Lord West of Spithead: My Lords, I admit I am not an expert in reading dental plates but I am assured it is plus or minus two years. As I say, in conjunction with the other methods we use, it is a useful tool. This is why we are continuing the consultation. It would be wonderful if there was a magic bullet which allowed us to identify age exactly. The cost of dealing with these people who are not children is about £140 million a year—which is quite a lot of money—and there are also these risks to youngsters. We must push on to try to do the best we can on this.

Earl Ferrers: My Lords, is it a fact that all our immigration controls now go to Brussels as a result of the Lisbon treaty?

Lord West of Spithead: My Lords, that is not correct. We are not fully part of the Schengen agreement. Although the EU has issued a procedures directive there is further work to be done. We have not yet decided fully that dental X-rays are the right procedure and therefore we do not think it is wise to include those EU changes in our rules at the moment. We shall have to wait until we have further consultation.

Lord Avebury: My Lords, the statement on the changes in the immigration rules has just been published and is now law. The original draft of Rule 352 included the possibility of medical examinations with a view to establishing age. In the final version of Rule 352, that does not appear. The conclusion that was drawn by all the agencies was that the Government had dropped the proposal. If they go ahead with dental X-rays, do they intend to publish yet another statement of changes in the rules?

Lord West of Spithead: My Lords, may I return to the noble Lord with detail in writing? I am slightly unsighted on that.

Afghanistan: Hearts and Minds Campaign

11.20 am

The Earl of Sandwich asked Her Majesty’s Government:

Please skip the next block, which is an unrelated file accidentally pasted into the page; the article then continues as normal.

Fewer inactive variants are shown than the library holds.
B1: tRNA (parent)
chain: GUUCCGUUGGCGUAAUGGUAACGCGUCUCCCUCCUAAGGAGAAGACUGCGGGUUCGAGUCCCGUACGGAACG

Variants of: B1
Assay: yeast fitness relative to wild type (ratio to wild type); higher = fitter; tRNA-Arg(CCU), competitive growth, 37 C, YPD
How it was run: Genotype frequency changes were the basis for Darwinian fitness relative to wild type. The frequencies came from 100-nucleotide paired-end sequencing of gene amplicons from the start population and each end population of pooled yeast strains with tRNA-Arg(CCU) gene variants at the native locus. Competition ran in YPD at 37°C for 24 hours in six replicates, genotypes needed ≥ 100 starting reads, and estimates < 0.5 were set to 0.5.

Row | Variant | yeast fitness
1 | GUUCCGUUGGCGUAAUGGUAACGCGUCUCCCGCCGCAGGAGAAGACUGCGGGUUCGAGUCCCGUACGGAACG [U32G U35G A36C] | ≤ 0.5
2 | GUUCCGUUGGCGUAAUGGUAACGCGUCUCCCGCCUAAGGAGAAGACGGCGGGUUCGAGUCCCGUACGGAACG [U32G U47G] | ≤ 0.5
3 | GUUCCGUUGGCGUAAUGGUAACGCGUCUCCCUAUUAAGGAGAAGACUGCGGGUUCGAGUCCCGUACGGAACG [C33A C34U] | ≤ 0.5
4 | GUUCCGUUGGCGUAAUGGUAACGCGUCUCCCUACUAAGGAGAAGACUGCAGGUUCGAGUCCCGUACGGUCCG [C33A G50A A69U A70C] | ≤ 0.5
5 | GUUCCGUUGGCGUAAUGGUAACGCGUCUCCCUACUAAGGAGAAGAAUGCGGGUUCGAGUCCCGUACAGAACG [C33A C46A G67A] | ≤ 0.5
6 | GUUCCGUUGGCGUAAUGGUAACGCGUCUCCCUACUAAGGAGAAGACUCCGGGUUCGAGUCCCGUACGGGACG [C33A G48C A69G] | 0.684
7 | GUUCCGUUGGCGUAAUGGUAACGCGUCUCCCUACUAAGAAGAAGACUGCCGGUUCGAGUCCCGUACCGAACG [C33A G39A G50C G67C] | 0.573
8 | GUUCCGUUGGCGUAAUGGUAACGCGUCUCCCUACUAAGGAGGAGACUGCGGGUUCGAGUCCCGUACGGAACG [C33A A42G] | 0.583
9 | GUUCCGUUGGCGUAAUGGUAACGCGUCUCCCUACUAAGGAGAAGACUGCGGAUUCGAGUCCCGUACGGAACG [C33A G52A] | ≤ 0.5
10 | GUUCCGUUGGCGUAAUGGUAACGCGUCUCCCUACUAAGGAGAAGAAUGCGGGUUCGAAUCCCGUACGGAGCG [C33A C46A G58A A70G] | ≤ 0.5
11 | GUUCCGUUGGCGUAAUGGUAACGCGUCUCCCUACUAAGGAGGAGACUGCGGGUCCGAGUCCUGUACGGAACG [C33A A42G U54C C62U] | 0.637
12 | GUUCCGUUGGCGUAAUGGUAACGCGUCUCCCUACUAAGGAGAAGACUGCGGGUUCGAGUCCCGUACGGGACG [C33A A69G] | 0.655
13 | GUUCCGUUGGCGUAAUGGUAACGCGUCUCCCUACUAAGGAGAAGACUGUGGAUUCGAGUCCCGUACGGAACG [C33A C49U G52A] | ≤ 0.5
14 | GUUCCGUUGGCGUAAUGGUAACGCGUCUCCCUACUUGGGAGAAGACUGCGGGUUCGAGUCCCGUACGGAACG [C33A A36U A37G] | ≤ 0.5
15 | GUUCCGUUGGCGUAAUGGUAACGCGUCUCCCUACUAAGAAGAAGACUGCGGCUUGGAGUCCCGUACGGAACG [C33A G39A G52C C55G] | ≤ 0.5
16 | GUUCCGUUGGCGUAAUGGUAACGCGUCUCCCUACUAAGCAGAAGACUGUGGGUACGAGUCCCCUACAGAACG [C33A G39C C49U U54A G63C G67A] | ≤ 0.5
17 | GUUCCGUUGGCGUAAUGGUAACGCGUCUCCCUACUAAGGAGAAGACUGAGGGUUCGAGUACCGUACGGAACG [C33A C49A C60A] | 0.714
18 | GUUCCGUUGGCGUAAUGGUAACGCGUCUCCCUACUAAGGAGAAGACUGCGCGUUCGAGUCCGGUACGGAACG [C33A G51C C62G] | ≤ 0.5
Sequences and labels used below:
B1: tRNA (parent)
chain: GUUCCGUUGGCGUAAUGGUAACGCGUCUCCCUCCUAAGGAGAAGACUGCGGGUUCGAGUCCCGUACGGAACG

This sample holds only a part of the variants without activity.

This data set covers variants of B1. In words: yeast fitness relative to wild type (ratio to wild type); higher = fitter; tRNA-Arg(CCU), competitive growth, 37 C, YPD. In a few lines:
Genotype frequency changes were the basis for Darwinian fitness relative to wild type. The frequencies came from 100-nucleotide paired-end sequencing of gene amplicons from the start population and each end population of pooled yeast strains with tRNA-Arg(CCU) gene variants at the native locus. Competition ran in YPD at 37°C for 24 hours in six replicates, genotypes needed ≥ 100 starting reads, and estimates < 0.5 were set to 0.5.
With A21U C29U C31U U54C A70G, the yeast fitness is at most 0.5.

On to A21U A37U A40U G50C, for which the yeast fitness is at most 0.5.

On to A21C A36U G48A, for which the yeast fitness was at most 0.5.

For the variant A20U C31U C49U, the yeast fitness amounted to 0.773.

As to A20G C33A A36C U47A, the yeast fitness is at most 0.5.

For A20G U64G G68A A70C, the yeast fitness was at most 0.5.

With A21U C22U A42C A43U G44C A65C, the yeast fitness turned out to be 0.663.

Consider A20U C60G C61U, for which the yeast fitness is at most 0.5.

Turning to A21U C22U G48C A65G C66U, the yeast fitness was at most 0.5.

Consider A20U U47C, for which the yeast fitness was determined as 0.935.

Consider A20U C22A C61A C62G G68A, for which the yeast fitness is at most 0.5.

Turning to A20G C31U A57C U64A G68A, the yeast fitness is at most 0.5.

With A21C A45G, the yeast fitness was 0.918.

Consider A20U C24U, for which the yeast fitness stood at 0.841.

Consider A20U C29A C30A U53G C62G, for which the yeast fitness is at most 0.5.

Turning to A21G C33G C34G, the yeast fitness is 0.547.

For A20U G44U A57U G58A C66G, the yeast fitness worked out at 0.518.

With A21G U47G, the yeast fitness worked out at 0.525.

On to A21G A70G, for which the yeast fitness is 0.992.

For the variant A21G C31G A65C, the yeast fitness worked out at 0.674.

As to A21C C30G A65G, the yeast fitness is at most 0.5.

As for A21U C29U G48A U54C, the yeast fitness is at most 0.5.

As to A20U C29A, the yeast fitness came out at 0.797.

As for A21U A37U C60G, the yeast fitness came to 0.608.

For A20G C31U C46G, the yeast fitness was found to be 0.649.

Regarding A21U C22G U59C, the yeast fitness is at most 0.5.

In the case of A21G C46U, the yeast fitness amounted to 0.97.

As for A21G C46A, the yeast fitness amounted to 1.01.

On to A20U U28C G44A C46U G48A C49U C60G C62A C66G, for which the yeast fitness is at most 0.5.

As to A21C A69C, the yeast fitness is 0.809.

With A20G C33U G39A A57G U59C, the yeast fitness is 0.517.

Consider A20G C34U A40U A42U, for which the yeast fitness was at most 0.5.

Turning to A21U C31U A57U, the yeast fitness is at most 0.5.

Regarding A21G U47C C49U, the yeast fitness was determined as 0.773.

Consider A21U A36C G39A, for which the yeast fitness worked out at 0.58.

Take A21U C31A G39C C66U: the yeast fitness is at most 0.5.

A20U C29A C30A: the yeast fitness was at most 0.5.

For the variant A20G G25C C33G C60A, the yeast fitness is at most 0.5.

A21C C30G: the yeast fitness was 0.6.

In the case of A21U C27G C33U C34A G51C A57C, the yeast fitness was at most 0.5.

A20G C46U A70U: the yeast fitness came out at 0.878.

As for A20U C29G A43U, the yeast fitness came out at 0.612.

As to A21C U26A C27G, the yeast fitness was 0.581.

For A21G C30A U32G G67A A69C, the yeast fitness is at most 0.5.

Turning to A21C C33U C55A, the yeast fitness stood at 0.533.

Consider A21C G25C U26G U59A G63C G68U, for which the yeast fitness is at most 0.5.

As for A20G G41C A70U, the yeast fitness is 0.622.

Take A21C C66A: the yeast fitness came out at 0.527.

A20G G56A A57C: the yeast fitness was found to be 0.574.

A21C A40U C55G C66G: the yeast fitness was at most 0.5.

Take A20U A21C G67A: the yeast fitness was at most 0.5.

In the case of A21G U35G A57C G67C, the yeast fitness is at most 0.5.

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The Minister of State, Foreign and Commonwealth Office (Lord Malloch-Brown): My Lords, if Afghanistan is to see the peace, security and prosperity that its people desire, it is vital that they understand and support the aims of their democratically elected Government. It is equally key that there is broad support for international efforts. Recent polls show the majority of Afghans continue to feel that their country is headed in the right direction. Support remains high for the presence of international forces, with national approval ratings of between 60 per cent and 67 per cent in recent polls.

The Earl of Sandwich: My Lords, that is an encouraging Answer. We heard in the Statement yesterday that the international community is redoubling its efforts towards national security and front-line services. But what about individual security and the rule of law? What about access to justice and conditions in the courts and in prisons? Has the Minister seen Amnesty’s report on the ISAF detainees who are being handed over to the Afghan authorities and need protection from ill treatment, torture and the general conditions in those prisons?